This section is from the book "Elements Of The Theory And Practice Of Cookery", by Mary E. Williams. Also available from Amazon: Elements Of The Theory And Practice Of Cookery; A Textbook Of Domestic Science For Use In Schools.
A. Examine the ends of a shin-bone sawed in two. Where is the bone the hardest? Where is it spongy? Where soft? The soft substance is marrow. Try to bend or break the bone. Observe the tough fibrous covering on the ends of it.
B. Put one piece of the bone in diluted hydrochloric acid (six parts of water to one part of acid); after a few days compare it with the other piece. Has the acid changed the shape of the bone? its size? How has it affected it? See if you can tie it in a knot. What makes bone hard? What, then, has the acid taken out of the bone?
C. Tie a wire around the other piece of bone, and lay it for half an hour in a hot coal-fire. Remove it by means of the wire. How has it changed? Does it break easily? What part of the bone has been burned?
Bone is the hardest of animal tissues, yet it is one-half water; the other half consists of about two-thirds mineral, and one-third animal matter, the mineral being largely calcium phosphate, commonly called phosphate of lime; the animal matter chiefly fat and collagen.1 In the centre of hollow bone is a mass of fatty stuff, the marrow. Surrounding, and, in some cases, forming the end of the bone is the flexible, slippery substance called cartilage, or gristle; and, connecting bones at the joints, are bands or ligaments of cartilage. Cartilage may be considered soft bone, since it differs from bone mainly in having less mineral matter. The bones of children and young animals are soft because they are cartilaginous; the older the individual grows, the harder the bones become. The two kinds of material in bone may be separated by soaking in acid, which dissolves the inorganic substance; or by burning, which destroys the organic.
1 Often called ossein in bones.
By long cooking in water the insoluble collagen and similar substances of connective tissue, tendon, cartilage, and bone are changed to gelatin, soluble in hot water.1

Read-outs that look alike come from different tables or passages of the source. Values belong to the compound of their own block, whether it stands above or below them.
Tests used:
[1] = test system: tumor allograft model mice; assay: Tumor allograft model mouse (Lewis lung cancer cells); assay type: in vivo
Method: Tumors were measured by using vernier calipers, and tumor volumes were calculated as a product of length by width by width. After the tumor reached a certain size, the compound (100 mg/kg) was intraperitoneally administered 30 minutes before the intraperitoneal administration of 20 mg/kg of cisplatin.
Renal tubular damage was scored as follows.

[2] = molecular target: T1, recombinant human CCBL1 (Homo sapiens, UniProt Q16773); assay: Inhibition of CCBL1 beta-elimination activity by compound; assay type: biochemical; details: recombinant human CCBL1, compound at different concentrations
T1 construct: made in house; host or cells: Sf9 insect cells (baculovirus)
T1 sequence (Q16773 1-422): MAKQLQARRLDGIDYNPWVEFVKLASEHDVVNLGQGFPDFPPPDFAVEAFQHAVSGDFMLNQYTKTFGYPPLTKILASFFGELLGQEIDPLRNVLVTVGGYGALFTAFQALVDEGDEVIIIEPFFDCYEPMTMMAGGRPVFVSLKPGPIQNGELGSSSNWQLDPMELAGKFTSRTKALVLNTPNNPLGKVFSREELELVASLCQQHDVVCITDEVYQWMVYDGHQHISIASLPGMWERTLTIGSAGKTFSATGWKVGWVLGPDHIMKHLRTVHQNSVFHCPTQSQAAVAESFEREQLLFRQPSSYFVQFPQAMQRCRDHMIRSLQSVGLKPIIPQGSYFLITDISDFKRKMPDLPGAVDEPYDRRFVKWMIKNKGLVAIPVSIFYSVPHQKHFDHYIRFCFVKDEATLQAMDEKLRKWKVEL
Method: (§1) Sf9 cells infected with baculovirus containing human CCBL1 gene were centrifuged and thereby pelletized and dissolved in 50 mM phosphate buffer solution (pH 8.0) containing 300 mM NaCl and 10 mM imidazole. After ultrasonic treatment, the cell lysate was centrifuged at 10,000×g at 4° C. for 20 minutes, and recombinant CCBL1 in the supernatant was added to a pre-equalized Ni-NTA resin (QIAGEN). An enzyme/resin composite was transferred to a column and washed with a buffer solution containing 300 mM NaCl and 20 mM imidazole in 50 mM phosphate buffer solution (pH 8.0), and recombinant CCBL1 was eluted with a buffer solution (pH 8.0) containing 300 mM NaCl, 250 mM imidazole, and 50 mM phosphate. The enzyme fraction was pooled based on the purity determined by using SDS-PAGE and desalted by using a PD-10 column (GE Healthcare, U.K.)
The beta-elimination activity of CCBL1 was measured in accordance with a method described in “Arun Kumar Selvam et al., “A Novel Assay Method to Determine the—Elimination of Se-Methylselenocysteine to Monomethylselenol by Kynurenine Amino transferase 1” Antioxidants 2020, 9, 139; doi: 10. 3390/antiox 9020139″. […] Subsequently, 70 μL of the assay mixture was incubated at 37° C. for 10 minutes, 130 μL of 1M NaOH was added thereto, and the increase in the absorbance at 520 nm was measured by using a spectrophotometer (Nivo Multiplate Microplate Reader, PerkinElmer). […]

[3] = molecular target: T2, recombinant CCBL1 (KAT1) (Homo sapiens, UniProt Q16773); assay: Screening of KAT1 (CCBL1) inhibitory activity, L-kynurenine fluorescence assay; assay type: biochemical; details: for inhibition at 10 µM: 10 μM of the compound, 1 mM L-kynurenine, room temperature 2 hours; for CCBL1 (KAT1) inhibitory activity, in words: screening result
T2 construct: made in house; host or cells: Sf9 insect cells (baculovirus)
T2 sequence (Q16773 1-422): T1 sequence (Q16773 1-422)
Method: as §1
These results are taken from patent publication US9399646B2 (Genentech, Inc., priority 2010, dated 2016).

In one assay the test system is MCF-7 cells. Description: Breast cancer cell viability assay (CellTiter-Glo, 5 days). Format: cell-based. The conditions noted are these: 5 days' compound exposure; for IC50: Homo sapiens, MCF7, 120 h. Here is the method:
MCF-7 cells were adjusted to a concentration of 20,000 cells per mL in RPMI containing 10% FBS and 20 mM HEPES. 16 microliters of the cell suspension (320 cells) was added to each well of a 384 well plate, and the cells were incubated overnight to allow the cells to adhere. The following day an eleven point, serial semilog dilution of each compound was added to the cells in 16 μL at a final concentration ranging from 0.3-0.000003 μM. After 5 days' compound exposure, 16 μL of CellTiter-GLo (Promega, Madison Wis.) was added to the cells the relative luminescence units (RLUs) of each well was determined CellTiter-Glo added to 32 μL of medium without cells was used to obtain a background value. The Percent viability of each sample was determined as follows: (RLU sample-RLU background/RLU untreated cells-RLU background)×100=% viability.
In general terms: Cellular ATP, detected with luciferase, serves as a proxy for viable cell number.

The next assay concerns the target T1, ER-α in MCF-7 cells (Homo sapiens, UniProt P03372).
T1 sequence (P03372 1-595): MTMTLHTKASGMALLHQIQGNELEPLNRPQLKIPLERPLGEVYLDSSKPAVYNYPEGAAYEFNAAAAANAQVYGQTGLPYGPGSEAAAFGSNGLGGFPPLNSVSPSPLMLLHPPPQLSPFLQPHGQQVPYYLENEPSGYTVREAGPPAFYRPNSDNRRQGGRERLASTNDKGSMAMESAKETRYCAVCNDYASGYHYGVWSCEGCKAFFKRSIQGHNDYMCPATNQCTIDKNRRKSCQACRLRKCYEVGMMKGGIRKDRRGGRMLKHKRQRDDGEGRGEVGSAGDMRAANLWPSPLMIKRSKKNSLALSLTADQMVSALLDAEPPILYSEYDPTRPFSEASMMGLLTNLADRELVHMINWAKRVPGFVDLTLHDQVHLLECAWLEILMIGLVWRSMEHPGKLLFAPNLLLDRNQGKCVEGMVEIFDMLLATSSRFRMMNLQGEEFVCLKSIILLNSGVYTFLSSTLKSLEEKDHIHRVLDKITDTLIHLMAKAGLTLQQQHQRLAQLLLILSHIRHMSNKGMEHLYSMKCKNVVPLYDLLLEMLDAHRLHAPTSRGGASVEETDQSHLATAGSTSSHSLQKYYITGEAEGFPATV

But will hot water best draw out the meat juice? How may we contrive to extract all possible food value from both meat and bone? And how may we also give to soup that rich flavor produced only by heating meat to above 212° F. ? All these points must be considered if we mean to make the best possible soup out of our materials.
Have for stock-making a deep kettle with a tight-fitting cover; the tighter the cover the smaller is the amount of water lost by evaporation. In an ordinary kettle, stock may, during cooking, lessen by one-half; in a soup-digester with a steam-tight, valved cover, evaporation is so slight that one pint of water instead of one quart may be allowed to one pound of meat and bone.
Fresh material may be added to that already in the stock-pot, provided that once a week the contents are removed and the pot cleaned. Fresh material must be combined with "left-overs" for a satisfactory stock, cooked meat alone yielding too little soluble material. Fresh herbs and, unless a varied stock of cooked vegetables is on hand, a few fresh vegetables are required for flavoring.
1 In changing to gelatin, collagen takes up water, something as starch does in changing to starch-paste.
Put raw-meat trimmings cut off by the butcher, flank ends of steak, etc., into one jar, bits of cooked meat and bone, except mutton fat, which is rank in flavor, into another jar. Keep the water in which meat has been cooked. Keep separately, because it sours in about two days - quicker than meat-liquor spoils - the cooking water from rice and vegetables. Use sparingly water from strong-flavored vegetables, such as onion and turnip, and do not use cabbage or potato water at all.
Celery and asparagus water may be used either for soup-stocks or for cream-of-vegetable soups. (Chap. VIII, sect. 3.) Keep by themselves, and separate from one another, if possible, remnants of vegetables, rice, macaroni, etc.
What sort of meat shall we choose for soup-making, - tender or tough, with bone or without ? What advantage has the meat from young creatures over that from old ? Soup meat should include some fat, because the cake formed by it when cold, if kept unbroken, helps to preserve the stock.
Compare a cut from the loin of beef with one from the leg (shin). Compare a shin of beef with a knuckle of veal (the joint of a calf's hind leg). Which will yield the most juice? the most gelatin? the highest flavor? Which of these cuts would you expect to find the cheapest? Why?